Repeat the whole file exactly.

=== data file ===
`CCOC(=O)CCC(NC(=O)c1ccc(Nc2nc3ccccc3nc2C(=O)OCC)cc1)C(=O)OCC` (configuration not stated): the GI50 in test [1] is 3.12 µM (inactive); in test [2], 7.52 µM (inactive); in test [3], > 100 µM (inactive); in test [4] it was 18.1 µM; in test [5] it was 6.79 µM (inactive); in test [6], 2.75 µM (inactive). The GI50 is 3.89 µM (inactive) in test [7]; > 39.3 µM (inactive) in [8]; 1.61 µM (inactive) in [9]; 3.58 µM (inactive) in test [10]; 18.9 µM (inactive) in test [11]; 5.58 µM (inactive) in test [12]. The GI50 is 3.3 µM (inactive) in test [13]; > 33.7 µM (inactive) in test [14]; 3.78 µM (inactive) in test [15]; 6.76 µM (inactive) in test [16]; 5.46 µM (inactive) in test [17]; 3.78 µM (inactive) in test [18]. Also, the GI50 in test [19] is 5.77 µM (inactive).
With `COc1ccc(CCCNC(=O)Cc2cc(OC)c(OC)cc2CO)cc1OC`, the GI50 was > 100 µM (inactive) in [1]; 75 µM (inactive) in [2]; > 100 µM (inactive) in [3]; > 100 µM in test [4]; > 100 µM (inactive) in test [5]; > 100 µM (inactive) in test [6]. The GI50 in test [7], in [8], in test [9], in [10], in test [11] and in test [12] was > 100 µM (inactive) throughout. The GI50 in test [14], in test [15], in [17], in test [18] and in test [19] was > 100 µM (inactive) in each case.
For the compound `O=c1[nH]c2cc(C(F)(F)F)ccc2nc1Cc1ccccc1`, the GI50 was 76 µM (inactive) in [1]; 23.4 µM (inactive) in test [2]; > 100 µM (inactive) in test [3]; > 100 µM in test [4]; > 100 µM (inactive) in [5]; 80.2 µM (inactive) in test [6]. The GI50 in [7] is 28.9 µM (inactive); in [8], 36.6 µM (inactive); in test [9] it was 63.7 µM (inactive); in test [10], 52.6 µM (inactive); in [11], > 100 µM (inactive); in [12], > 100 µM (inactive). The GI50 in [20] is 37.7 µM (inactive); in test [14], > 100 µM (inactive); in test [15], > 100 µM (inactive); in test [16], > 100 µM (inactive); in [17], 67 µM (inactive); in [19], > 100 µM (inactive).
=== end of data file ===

`CCOC(=O)CCC(NC(=O)c1ccc(Nc2nc3ccccc3nc2C(=O)OCC)cc1)C(=O)OCC` (configuration not stated): the GI50 in test [1] is 3.12 µM (inactive); in test [2], 7.52 µM (inactive); in test [3], > 100 µM (inactive); in test [4] it was 18.1 µM; in test [5] it was 6.79 µM (inactive); in test [6], 2.75 µM (inactive). The GI50 is 3.89 µM (inactive) in test [7]; > 39.3 µM (inactive) in [8]; 1.61 µM (inactive) in [9]; 3.58 µM (inactive) in test [10]; 18.9 µM (inactive) in test [11]; 5.58 µM (inactive) in test [12]. The GI50 is 3.3 µM (inactive) in test [13]; > 33.7 µM (inactive) in test [14]; 3.78 µM (inactive) in test [15]; 6.76 µM (inactive) in test [16]; 5.46 µM (inactive) in test [17]; 3.78 µM (inactive) in test [18]. Also, the GI50 in test [19] is 5.77 µM (inactive).
With `COc1ccc(CCCNC(=O)Cc2cc(OC)c(OC)cc2CO)cc1OC`, the GI50 was > 100 µM (inactive) in [1]; 75 µM (inactive) in [2]; > 100 µM (inactive) in [3]; > 100 µM in test [4]; > 100 µM (inactive) in test [5]; > 100 µM (inactive) in test [6]. The GI50 in test [7], in [8], in test [9], in [10], in test [11] and in test [12] was > 100 µM (inactive) throughout. The GI50 in test [14], in test [15], in [17], in test [18] and in test [19] was > 100 µM (inactive) in each case.
For the compound `O=c1[nH]c2cc(C(F)(F)F)ccc2nc1Cc1ccccc1`, the GI50 was 76 µM (inactive) in [1]; 23.4 µM (inactive) in test [2]; > 100 µM (inactive) in test [3]; > 100 µM in test [4]; > 100 µM (inactive) in [5]; 80.2 µM (inactive) in test [6]. The GI50 in [7] is 28.9 µM (inactive); in [8], 36.6 µM (inactive); in test [9] it was 63.7 µM (inactive); in test [10], 52.6 µM (inactive); in [11], > 100 µM (inactive); in [12], > 100 µM (inactive). The GI50 in [20] is 37.7 µM (inactive); in test [14], > 100 µM (inactive); in test [15], > 100 µM (inactive); in test [16], > 100 µM (inactive); in [17], 67 µM (inactive); in [19], > 100 µM (inactive).